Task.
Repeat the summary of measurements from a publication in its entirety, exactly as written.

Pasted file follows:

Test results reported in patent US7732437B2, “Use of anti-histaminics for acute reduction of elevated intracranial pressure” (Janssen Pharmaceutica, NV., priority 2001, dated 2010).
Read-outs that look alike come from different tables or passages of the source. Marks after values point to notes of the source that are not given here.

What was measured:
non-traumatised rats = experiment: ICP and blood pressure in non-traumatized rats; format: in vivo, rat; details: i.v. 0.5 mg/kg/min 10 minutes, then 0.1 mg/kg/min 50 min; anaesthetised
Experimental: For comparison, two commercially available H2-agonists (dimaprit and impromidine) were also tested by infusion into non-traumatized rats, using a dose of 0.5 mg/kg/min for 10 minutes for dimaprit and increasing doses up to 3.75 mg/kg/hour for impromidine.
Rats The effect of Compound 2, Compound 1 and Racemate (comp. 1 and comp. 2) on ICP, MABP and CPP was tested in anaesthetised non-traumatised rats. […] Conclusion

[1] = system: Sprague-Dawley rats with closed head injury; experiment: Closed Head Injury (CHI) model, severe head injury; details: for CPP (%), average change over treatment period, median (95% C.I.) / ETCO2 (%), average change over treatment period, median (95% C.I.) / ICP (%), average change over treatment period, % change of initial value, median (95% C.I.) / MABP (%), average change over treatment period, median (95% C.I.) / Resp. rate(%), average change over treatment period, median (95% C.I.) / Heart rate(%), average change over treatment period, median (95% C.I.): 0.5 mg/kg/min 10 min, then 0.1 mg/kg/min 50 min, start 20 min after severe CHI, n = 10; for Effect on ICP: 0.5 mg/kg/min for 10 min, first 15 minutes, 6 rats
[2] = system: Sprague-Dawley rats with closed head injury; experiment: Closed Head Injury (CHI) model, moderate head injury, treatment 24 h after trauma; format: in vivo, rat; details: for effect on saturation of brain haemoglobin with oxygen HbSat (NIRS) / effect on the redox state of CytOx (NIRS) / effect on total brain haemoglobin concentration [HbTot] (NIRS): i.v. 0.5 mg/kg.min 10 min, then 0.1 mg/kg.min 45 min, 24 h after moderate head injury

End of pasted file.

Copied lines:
Test results reported in patent US7732437B2, “Use of anti-histaminics for acute reduction of elevated intracranial pressure” (Janssen Pharmaceutica, NV., priority 2001, dated 2010).
Read-outs that look alike come from different tables or passages of the source. Marks after values point to notes of the source that are not given here.

What was measured:
non-traumatised rats = experiment: ICP and blood pressure in non-traumatized rats; format: in vivo, rat; details: i.v. 0.5 mg/kg/min 10 minutes, then 0.1 mg/kg/min 50 min; anaesthetised
Experimental: For comparison, two commercially available H2-agonists (dimaprit and impromidine) were also tested by infusion into non-traumatized rats, using a dose of 0.5 mg/kg/min for 10 minutes for dimaprit and increasing doses up to 3.75 mg/kg/hour for impromidine.
Rats The effect of Compound 2, Compound 1 and Racemate (comp. 1 and comp. 2) on ICP, MABP and CPP was tested in anaesthetised non-traumatised rats. […] Conclusion

[1] = system: Sprague-Dawley rats with closed head injury; experiment: Closed Head Injury (CHI) model, severe head injury; details: for CPP (%), average change over treatment period, median (95% C.I.) / ETCO2 (%), average change over treatment period, median (95% C.I.) / ICP (%), average change over treatment period, % change of initial value, median (95% C.I.) / MABP (%), average change over treatment period, median (95% C.I.) / Resp. rate(%), average change over treatment period, median (95% C.I.) / Heart rate(%), average change over treatment period, median (95% C.I.): 0.5 mg/kg/min 10 min, then 0.1 mg/kg/min 50 min, start 20 min after severe CHI, n = 10; for Effect on ICP: 0.5 mg/kg/min for 10 min, first 15 minutes, 6 rats
[2] = system: Sprague-Dawley rats with closed head injury; experiment: Closed Head Injury (CHI) model, moderate head injury, treatment 24 h after trauma; format: in vivo, rat; details: for effect on saturation of brain haemoglobin with oxygen HbSat (NIRS) / effect on the redox state of CytOx (NIRS) / effect on total brain haemoglobin concentration [HbTot] (NIRS): i.v. 0.5 mg/kg.min 10 min, then 0.1 mg/kg.min 45 min, 24 h after moderate head injury